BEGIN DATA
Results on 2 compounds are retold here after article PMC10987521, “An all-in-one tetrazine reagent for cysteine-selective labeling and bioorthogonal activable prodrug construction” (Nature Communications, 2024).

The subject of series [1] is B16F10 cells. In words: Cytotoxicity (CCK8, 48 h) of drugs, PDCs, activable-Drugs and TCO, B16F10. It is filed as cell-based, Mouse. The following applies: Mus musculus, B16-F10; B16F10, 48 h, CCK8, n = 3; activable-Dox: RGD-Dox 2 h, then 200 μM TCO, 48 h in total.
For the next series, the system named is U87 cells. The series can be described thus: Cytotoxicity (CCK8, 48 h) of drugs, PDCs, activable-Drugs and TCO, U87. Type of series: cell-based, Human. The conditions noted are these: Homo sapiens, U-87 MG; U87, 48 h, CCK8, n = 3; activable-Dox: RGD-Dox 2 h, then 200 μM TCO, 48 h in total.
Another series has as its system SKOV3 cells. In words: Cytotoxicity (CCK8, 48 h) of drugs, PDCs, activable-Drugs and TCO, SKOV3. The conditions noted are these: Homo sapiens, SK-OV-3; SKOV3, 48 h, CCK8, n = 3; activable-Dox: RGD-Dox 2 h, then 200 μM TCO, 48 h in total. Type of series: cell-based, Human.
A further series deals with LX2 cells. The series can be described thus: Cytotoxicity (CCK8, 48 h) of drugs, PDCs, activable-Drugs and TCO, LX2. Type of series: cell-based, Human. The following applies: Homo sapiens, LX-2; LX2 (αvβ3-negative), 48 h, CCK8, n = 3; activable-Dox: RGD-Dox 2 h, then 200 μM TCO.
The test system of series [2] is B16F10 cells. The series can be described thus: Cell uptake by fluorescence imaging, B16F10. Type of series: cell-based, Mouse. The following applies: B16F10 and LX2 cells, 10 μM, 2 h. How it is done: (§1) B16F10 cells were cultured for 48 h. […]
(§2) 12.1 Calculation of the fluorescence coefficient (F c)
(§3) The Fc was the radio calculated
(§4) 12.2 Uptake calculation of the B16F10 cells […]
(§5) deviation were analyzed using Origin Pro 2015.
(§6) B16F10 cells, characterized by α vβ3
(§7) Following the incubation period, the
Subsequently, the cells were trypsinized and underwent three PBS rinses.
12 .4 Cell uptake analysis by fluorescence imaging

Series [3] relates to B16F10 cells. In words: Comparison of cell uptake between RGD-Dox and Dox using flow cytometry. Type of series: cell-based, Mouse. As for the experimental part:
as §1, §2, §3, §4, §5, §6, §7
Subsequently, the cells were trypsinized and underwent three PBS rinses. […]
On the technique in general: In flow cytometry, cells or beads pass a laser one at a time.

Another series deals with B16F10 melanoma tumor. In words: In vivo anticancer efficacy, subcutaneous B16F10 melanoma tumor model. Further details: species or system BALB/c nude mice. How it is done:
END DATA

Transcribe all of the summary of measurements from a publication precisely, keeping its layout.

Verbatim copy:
Results on 2 compounds are retold here after article PMC10987521, “An all-in-one tetrazine reagent for cysteine-selective labeling and bioorthogonal activable prodrug construction” (Nature Communications, 2024).

The subject of series [1] is B16F10 cells. In words: Cytotoxicity (CCK8, 48 h) of drugs, PDCs, activable-Drugs and TCO, B16F10. It is filed as cell-based, Mouse. The following applies: Mus musculus, B16-F10; B16F10, 48 h, CCK8, n = 3; activable-Dox: RGD-Dox 2 h, then 200 μM TCO, 48 h in total.
For the next series, the system named is U87 cells. The series can be described thus: Cytotoxicity (CCK8, 48 h) of drugs, PDCs, activable-Drugs and TCO, U87. Type of series: cell-based, Human. The conditions noted are these: Homo sapiens, U-87 MG; U87, 48 h, CCK8, n = 3; activable-Dox: RGD-Dox 2 h, then 200 μM TCO, 48 h in total.
Another series has as its system SKOV3 cells. In words: Cytotoxicity (CCK8, 48 h) of drugs, PDCs, activable-Drugs and TCO, SKOV3. The conditions noted are these: Homo sapiens, SK-OV-3; SKOV3, 48 h, CCK8, n = 3; activable-Dox: RGD-Dox 2 h, then 200 μM TCO, 48 h in total. Type of series: cell-based, Human.
A further series deals with LX2 cells. The series can be described thus: Cytotoxicity (CCK8, 48 h) of drugs, PDCs, activable-Drugs and TCO, LX2. Type of series: cell-based, Human. The following applies: Homo sapiens, LX-2; LX2 (αvβ3-negative), 48 h, CCK8, n = 3; activable-Dox: RGD-Dox 2 h, then 200 μM TCO.
The test system of series [2] is B16F10 cells. The series can be described thus: Cell uptake by fluorescence imaging, B16F10. Type of series: cell-based, Mouse. The following applies: B16F10 and LX2 cells, 10 μM, 2 h. How it is done: (§1) B16F10 cells were cultured for 48 h. […]
(§2) 12.1 Calculation of the fluorescence coefficient (F c)
(§3) The Fc was the radio calculated
(§4) 12.2 Uptake calculation of the B16F10 cells […]
(§5) deviation were analyzed using Origin Pro 2015.
(§6) B16F10 cells, characterized by α vβ3
(§7) Following the incubation period, the
Subsequently, the cells were trypsinized and underwent three PBS rinses.
12 .4 Cell uptake analysis by fluorescence imaging

Series [3] relates to B16F10 cells. In words: Comparison of cell uptake between RGD-Dox and Dox using flow cytometry. Type of series: cell-based, Mouse. As for the experimental part:
as §1, §2, §3, §4, §5, §6, §7
Subsequently, the cells were trypsinized and underwent three PBS rinses. […]
On the technique in general: In flow cytometry, cells or beads pass a laser one at a time.

Another series deals with B16F10 melanoma tumor. In words: In vivo anticancer efficacy, subcutaneous B16F10 melanoma tumor model. Further details: species or system BALB/c nude mice. How it is done: